Publisher/Date: Black Ink, July 2013
Genre(s): Romance, Short Story, Poetry
A Southern woman is a delicacy: defined as a delicious, rare, or highly prized item of food; pleasing subtlety in something such as taste, smell, or color; or the quality of being easily damaged or broken.
All these qualities are revealed reading SISTAGIRL from Anondra “Kat” Williams, also author of black girl love. Her newest collection of stories and poems picks up where black girl love left off, but adds an extra pinch of down-home charm. For a girl like Williams, born and bred in Mississippi, this volume of Southern sensibilities is her bread-and-butter, her calling card. She knows the South, and she definitely knows women.
I saw it when I read the title story, about loving your sista no matter whom she loves, and in “Saturday Mornings,” recalling the memories of Mama and her friends gossiping and commiserating around the table over cups of coffee, at a time when children were to hush when grown folks are talking. It’s also clear in “Southern Living,” narrated by a Northerner loving a “Mississippi thick girl” with hot grits ready every Sunday.
One of the biggest themes in SistaGirl is growth, as a woman and in relationships, a trip back to the girl you used to be, and the woman you are now. Tales such as “Years” recount the affair between a woman in love and a woman who doesn’t want to be caught, realizing one can come back home. In “Firsts” and “15,” the evolution of love is shown, the former being first loves, and the latter growing older together. I reveled in the coziness of the poem, “morning,” reminding me with talks in the arms of your soulmate.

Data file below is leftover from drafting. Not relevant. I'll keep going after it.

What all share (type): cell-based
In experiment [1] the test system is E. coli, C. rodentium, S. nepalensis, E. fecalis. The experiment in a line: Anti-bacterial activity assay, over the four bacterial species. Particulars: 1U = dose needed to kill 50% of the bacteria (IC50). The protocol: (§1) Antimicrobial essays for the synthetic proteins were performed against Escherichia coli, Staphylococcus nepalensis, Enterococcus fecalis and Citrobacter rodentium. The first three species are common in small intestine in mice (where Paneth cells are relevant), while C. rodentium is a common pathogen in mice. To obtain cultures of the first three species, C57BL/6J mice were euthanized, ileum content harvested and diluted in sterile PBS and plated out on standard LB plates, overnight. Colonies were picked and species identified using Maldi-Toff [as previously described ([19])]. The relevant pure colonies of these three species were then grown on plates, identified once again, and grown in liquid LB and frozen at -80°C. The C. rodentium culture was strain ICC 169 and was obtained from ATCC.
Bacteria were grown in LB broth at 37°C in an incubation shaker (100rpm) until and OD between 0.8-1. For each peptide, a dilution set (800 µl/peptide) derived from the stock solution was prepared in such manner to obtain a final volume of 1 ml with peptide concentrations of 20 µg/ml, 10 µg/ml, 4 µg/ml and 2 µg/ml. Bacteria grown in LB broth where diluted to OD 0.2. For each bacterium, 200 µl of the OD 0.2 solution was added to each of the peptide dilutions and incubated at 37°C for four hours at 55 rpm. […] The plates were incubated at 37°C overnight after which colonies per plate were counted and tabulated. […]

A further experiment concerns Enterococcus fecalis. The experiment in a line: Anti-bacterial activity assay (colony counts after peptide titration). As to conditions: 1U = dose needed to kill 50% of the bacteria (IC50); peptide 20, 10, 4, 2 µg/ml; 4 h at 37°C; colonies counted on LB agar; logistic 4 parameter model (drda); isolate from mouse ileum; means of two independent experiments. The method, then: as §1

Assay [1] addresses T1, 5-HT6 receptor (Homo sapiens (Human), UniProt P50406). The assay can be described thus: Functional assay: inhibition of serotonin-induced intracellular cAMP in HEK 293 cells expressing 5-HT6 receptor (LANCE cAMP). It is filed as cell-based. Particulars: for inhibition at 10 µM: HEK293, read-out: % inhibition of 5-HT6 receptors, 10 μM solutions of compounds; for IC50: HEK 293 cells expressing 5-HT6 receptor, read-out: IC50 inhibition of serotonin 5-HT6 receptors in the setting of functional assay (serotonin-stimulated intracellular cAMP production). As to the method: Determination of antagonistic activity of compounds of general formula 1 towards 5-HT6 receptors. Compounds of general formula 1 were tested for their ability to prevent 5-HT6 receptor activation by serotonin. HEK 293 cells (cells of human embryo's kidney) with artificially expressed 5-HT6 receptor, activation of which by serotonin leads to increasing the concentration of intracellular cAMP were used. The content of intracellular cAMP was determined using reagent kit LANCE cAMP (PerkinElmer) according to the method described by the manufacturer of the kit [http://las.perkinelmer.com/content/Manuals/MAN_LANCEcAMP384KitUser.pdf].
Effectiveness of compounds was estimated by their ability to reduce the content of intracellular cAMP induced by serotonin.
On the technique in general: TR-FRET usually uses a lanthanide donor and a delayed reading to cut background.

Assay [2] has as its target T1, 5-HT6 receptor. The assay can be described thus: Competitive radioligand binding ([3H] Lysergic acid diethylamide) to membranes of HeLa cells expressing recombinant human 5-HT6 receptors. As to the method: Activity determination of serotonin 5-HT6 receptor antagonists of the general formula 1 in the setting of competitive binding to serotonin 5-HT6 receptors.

Like a side of buttered cornbread next to your collard greens, the drama finagles its way to the plate in SistaGirl, as well. Stories of crazy love (“Time”), domestic abuse (“Roses”), and dating women with husbands (“How You Get’em”) round out this set. And lest you worry, there’s some “good joog” in there also, with a stimulating game of “Tic-tac-toe” that I need to, ahem, play one of these nights.
Her bonuses, “Top 10 Rules for Being a Lesbian” and “The 11 Lesbians You Will Meet in Your Lifetime”, are humourously spot-on. Williams also includes a except from her upcoming fall 2014 novel, Pat Greene, which I’m looking forward to.
Williams’ SistaGirl exposes the hearts of real women. I found her stories to be exceedingly true in sentiment, but a little slack on the editing. A couple of stories ended abruptly that I wanted to see continue, or at least be fleshed out further. That aside, SistaGirl is all the women in your life, and may be you. And the love of good woman is hard to beat.
Reviewed August 2013